1. intr. Ser más fuerte que alguien, ser capaz de vencerlo.

Translating poetry is always difficult but if I was translating that phrase I would have used something like The desert advances relentlessly to give some feeling of its inevitable powerful progress.

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  • Hi. Thanks for taking the time to read the poem and providing such valuable considerations. After reading all the answers I've been thinking that the author could also be trying to say something like: "The desert advances and, in face of what we have been doing (to our planet), it has every right to do that". But again, who knows what's in a poet's mind? Once again, thanks for your help.
    – Itamar
    Dec 2 '20 at 22:27
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Cuando escribo el verso "El desierto avanza y puede", quiero decir que el desierto, avanza gracias al cambio climático, y tiene ya tanta fuerza, que, de seguir el mundo por los derroteros actuales, la tierra entera será un desierto dentro de poco tiempo. Os envío el poema completo.

Cambio climático

Hermanos gritad muy fuerte que nos rompen el mañana, que están destrozando el bosque, que el agua, ya no es el agua.

Que el cielo se ha rebelado, y el azul del horizonte ayer tan limpio y profundo, hoy no es azul, luce ocre.

La fuente no es una fuente, el mar un estercolero, los peces no viven, mueren, los ríos son los vertederos.

La luna es roja, no blanca, porque está llorando sangre, el sol no calienta, quema, la tierra se abrasa, arde.

El pulmón de la natura no respira, falta el verde, se están quemando los bosques, el desierto avanza y puede.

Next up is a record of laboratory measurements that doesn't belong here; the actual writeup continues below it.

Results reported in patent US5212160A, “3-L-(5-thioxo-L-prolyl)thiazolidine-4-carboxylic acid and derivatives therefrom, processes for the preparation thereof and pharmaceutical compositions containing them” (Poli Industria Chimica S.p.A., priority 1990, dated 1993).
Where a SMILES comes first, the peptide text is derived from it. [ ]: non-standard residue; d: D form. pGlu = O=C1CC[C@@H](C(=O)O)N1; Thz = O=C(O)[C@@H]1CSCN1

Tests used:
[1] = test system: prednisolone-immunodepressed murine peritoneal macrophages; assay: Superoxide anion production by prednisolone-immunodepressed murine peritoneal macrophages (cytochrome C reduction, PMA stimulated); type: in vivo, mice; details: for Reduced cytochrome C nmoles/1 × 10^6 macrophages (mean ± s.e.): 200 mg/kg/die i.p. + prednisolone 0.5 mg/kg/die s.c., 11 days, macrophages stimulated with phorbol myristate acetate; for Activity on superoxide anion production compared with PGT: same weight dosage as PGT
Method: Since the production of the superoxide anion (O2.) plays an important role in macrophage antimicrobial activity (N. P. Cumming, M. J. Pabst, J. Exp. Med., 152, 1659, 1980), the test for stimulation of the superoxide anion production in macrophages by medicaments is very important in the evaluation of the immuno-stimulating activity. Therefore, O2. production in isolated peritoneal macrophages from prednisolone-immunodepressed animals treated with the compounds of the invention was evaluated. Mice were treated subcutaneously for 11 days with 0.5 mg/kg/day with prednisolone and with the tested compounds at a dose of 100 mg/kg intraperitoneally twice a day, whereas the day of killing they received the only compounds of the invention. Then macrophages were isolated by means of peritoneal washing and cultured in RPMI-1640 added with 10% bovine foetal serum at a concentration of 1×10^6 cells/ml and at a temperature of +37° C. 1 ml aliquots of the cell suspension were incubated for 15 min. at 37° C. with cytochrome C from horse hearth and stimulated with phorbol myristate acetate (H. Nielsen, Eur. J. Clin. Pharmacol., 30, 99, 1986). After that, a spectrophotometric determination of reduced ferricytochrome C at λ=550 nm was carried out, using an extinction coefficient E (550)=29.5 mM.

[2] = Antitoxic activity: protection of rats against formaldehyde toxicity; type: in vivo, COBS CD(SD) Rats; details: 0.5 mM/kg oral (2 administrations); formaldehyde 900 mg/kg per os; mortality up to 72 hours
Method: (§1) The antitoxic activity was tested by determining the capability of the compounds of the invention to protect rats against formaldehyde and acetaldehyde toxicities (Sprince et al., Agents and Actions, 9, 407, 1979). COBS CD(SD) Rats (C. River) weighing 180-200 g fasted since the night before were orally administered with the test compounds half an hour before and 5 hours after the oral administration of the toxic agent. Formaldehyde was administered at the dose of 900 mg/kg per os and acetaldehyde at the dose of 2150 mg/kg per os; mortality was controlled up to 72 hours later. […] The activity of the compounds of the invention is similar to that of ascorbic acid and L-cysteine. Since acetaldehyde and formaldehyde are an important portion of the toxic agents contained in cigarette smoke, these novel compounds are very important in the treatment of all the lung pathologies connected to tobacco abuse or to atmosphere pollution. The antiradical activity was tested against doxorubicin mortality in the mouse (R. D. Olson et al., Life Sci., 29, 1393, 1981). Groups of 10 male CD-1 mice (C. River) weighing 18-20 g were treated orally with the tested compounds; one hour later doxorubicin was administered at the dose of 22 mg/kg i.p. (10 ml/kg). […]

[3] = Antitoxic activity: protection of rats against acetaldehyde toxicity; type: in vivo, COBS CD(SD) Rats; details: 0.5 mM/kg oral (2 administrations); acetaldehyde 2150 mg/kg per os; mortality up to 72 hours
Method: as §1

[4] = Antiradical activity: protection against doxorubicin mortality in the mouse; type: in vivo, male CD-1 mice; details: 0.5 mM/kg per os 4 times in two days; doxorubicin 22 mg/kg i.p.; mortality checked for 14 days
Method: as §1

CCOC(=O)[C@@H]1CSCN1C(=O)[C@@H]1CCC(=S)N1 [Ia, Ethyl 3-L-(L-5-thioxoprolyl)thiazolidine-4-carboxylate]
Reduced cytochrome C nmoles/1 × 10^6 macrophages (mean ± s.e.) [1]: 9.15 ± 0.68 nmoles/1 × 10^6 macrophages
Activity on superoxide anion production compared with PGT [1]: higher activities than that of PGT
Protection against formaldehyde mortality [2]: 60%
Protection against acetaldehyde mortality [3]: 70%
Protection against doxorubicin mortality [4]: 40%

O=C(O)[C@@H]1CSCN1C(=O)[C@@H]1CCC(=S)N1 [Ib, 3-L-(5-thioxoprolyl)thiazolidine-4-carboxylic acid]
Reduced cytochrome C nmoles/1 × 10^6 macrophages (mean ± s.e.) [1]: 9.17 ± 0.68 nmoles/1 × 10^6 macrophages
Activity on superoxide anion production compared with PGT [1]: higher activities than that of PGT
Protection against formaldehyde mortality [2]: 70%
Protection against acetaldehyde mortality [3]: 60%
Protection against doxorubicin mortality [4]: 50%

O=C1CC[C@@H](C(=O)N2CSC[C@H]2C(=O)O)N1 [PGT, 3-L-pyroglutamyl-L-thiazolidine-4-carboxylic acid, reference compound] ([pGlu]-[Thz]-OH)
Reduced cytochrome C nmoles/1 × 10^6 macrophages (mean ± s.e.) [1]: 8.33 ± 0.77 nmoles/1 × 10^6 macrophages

El viento trae olor fétido, las nubes presagian muerte, y los casquetes polares se derriten impotentes.

La avaricia hincó sus garras en este mundo, que es nuestro. ¿Qué fue del planeta azul...?

Ahora es un planeta negro.

Jesús María Villar Badajoz, 19 septiembre 2019

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Avanza y puede is two verbs separated by a conjunction.

There is nothing unusual about the construct.

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    Thanks for answering but what I don't understand is that the sentence ends with "y puede" and that doesn't make sense to me, I mean, in Portuguese we always have to say that someone or something "can" (puede) do something. Whatever this "something" is may be explicit or not, but it's always there. So in the phrase "...el desierto avanza y puede" the question is: puede to do what? There's no information about it. Sorry if I couldn't explain myself better and thanks again.
    – Itamar
    Nov 30 '20 at 1:16
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    @Itamar You have explained it perfectly. Usually in Spanish it's the same, "poder" needs another particle, a direct or indirect object. The full sentence does not make sense to me either.
    – RubioRic
    Nov 30 '20 at 7:03
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    OK now I get it. Yes, the semantics are a little odd. "Avanza y retrocede" would make more sense. Nov 30 '20 at 16:15
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    Or maybe the original meaning was "El desierto avanza y puede avanzar". And the ellipsis of "avanzar" was poetic license. Nov 30 '20 at 16:27